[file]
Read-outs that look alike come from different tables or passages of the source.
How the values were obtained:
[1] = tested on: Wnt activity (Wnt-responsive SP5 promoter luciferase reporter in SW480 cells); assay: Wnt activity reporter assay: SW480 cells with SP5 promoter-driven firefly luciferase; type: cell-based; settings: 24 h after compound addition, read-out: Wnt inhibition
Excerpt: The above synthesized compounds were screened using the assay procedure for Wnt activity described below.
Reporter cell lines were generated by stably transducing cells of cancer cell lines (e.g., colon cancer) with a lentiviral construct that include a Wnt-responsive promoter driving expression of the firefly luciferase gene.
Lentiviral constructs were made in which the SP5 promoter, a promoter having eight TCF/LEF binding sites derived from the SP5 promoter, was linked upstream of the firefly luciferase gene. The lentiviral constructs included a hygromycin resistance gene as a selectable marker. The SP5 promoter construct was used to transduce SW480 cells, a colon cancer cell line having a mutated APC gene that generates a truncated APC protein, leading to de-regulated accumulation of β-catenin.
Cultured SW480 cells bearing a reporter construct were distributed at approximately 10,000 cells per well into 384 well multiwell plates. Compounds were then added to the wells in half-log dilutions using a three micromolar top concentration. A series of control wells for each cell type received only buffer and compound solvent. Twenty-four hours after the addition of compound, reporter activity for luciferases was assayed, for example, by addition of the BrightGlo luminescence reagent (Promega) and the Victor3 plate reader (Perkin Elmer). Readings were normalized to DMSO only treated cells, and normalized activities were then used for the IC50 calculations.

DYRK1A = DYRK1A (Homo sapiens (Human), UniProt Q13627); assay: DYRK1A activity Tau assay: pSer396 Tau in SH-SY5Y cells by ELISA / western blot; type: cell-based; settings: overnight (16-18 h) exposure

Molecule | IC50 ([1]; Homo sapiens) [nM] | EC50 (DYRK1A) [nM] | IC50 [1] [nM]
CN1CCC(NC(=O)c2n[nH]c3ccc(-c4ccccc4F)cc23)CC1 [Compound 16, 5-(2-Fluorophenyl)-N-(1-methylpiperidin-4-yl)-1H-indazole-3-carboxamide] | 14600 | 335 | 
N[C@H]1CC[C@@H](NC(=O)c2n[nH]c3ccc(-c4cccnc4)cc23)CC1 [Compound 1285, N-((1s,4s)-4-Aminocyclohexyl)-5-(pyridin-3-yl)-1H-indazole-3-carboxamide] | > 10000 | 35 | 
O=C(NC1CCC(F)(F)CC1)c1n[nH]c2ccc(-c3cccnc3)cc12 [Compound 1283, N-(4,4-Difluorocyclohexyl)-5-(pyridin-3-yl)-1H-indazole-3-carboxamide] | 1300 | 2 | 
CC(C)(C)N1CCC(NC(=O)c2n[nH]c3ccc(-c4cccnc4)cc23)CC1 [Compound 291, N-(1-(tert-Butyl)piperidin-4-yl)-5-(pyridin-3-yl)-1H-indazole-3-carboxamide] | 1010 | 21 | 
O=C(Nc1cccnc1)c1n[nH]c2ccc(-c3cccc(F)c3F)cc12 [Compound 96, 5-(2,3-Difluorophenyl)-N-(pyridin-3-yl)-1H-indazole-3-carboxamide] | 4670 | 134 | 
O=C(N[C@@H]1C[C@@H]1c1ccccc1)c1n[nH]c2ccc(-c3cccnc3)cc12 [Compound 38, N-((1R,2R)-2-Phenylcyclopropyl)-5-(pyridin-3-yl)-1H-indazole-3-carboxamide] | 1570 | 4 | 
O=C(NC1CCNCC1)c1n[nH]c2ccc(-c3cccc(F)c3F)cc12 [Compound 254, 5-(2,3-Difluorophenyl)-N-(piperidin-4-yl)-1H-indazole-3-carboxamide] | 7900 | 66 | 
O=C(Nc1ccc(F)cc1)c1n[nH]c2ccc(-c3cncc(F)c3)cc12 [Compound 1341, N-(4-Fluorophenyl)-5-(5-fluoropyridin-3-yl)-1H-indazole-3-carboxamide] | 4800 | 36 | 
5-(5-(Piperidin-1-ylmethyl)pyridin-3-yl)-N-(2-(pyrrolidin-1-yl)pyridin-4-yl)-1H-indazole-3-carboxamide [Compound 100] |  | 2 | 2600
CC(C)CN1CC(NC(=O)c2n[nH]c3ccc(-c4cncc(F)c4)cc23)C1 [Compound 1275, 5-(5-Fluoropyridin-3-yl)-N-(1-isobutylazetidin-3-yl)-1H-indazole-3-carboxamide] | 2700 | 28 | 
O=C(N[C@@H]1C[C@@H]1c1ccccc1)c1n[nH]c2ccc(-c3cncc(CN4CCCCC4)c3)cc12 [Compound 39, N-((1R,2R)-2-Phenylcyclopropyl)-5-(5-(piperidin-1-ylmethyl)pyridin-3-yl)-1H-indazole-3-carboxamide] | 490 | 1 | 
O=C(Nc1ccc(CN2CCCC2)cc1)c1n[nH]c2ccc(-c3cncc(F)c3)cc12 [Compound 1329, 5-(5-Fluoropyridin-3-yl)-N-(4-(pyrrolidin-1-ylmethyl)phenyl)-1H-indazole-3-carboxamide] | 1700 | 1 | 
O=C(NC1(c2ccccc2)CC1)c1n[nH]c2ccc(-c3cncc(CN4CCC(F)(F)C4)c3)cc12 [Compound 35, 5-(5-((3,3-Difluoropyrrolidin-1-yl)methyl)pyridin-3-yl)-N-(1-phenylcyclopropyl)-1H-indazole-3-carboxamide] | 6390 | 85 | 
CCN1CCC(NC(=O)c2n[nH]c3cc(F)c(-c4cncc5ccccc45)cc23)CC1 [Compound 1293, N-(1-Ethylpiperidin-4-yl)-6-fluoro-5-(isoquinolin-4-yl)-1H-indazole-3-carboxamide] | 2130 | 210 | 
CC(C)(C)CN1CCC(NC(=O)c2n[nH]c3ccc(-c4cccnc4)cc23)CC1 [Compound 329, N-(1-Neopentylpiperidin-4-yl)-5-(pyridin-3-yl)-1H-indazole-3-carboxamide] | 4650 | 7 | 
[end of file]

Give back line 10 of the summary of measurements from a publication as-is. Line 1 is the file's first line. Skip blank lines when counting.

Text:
CN1CCC(NC(=O)c2n[nH]c3ccc(-c4ccccc4F)cc23)CC1 [Compound 16, 5-(2-Fluorophenyl)-N-(1-methylpiperidin-4-yl)-1H-indazole-3-carboxamide] | 14600 | 335 | 